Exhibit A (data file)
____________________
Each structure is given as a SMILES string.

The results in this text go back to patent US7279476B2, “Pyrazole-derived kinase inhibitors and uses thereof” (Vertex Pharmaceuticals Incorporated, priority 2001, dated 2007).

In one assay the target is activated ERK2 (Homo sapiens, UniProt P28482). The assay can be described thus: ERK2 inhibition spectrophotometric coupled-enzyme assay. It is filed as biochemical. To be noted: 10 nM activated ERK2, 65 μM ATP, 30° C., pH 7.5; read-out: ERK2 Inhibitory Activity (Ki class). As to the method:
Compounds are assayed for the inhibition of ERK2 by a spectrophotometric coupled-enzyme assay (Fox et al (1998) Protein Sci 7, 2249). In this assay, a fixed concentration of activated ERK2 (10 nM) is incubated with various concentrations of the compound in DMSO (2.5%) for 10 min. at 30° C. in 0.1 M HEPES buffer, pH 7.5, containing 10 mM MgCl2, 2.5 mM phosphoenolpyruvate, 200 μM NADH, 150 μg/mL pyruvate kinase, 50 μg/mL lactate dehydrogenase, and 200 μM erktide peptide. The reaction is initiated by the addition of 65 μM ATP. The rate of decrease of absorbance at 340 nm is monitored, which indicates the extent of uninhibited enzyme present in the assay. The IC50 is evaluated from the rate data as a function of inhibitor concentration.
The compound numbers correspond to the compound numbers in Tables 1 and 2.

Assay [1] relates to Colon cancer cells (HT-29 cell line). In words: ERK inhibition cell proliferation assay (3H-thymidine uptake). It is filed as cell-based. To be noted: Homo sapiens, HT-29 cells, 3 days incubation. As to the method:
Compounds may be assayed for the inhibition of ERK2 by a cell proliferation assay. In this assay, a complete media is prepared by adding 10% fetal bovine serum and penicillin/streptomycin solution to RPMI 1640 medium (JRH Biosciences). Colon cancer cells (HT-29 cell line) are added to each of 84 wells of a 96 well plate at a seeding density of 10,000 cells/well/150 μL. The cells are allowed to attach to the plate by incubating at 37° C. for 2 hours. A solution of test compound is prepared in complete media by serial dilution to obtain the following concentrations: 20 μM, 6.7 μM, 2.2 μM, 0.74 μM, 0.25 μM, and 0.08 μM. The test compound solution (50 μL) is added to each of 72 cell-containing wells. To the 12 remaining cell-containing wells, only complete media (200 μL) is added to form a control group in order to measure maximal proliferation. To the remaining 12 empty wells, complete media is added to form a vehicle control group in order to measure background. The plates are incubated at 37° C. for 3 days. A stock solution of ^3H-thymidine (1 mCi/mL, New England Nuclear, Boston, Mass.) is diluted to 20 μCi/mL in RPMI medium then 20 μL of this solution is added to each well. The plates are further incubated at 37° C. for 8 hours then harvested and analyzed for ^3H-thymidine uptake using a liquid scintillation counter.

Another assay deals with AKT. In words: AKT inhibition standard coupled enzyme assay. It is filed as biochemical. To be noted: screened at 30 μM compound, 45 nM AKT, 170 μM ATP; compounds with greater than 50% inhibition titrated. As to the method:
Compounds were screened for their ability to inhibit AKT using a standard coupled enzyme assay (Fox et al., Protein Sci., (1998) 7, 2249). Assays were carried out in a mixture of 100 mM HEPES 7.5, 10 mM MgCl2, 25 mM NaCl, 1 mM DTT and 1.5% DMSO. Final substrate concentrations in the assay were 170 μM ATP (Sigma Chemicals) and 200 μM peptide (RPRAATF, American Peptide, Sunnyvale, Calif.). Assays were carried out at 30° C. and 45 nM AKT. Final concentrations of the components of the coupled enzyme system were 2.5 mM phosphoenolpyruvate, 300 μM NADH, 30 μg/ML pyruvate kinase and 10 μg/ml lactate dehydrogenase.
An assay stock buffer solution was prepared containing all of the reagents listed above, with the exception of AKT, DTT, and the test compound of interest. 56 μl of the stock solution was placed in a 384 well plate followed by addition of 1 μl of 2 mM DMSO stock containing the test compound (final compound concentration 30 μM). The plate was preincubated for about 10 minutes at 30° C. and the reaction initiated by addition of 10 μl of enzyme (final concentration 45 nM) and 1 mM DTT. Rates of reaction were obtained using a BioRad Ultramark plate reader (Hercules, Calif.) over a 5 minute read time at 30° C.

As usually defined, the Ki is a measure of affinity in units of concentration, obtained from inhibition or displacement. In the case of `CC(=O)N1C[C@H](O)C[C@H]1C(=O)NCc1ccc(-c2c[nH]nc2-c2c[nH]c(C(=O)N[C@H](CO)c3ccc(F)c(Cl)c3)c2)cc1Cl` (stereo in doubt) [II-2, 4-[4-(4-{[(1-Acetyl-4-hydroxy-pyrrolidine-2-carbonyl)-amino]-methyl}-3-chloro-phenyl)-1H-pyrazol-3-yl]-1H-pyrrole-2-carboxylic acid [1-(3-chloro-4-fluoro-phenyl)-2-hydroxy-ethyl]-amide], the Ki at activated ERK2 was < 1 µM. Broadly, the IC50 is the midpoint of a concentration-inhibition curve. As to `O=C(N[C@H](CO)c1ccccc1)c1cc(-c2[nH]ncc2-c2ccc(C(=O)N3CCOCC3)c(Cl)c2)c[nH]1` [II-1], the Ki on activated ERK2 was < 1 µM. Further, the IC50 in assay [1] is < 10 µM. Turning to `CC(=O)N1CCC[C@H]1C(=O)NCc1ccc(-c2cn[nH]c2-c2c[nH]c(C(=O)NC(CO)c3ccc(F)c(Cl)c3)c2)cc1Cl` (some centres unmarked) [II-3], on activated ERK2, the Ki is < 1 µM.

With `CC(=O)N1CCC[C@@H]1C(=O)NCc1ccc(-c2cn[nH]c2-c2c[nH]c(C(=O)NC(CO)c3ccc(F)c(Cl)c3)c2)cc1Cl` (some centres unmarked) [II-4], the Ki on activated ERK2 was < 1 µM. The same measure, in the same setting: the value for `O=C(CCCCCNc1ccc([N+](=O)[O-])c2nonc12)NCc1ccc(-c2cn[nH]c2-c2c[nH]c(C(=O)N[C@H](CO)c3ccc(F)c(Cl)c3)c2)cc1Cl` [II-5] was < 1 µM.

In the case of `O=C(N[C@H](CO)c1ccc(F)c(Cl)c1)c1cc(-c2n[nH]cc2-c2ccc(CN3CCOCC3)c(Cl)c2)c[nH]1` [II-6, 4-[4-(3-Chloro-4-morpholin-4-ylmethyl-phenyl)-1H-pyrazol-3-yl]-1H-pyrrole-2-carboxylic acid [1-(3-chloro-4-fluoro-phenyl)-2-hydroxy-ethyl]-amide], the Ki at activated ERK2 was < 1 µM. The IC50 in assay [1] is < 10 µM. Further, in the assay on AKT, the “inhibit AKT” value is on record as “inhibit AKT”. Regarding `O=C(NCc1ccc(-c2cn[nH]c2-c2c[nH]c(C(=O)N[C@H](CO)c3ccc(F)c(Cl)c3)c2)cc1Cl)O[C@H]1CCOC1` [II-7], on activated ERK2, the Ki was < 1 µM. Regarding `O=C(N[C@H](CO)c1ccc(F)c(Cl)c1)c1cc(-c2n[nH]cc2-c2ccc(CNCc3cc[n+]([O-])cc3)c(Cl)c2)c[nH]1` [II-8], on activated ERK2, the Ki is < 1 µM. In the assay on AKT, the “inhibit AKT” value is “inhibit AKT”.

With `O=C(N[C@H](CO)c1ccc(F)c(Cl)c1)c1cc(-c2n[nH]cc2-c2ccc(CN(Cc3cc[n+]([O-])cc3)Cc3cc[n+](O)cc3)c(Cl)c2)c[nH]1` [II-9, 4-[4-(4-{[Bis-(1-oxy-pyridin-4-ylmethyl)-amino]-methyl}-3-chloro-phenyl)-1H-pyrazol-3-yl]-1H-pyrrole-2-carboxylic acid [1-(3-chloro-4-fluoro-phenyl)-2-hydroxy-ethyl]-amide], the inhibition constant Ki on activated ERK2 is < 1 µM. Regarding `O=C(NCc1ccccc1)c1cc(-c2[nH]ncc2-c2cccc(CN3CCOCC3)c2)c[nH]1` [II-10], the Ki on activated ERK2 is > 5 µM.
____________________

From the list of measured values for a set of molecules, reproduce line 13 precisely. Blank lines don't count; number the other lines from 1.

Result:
In the case of `O=C(N[C@H](CO)c1ccc(F)c(Cl)c1)c1cc(-c2n[nH]cc2-c2ccc(CN3CCOCC3)c(Cl)c2)c[nH]1` [II-6, 4-[4-(3-Chloro-4-morpholin-4-ylmethyl-phenyl)-1H-pyrazol-3-yl]-1H-pyrrole-2-carboxylic acid [1-(3-chloro-4-fluoro-phenyl)-2-hydroxy-ethyl]-amide], the Ki at activated ERK2 was < 1 µM. The IC50 in assay [1] is < 10 µM. Further, in the assay on AKT, the “inhibit AKT” value is on record as “inhibit AKT”. Regarding `O=C(NCc1ccc(-c2cn[nH]c2-c2c[nH]c(C(=O)N[C@H](CO)c3ccc(F)c(Cl)c3)c2)cc1Cl)O[C@H]1CCOC1` [II-7], on activated ERK2, the Ki was < 1 µM. Regarding `O=C(N[C@H](CO)c1ccc(F)c(Cl)c1)c1cc(-c2n[nH]cc2-c2ccc(CNCc3cc[n+]([O-])cc3)c(Cl)c2)c[nH]1` [II-8], on activated ERK2, the Ki is < 1 µM. In the assay on AKT, the “inhibit AKT” value is “inhibit AKT”.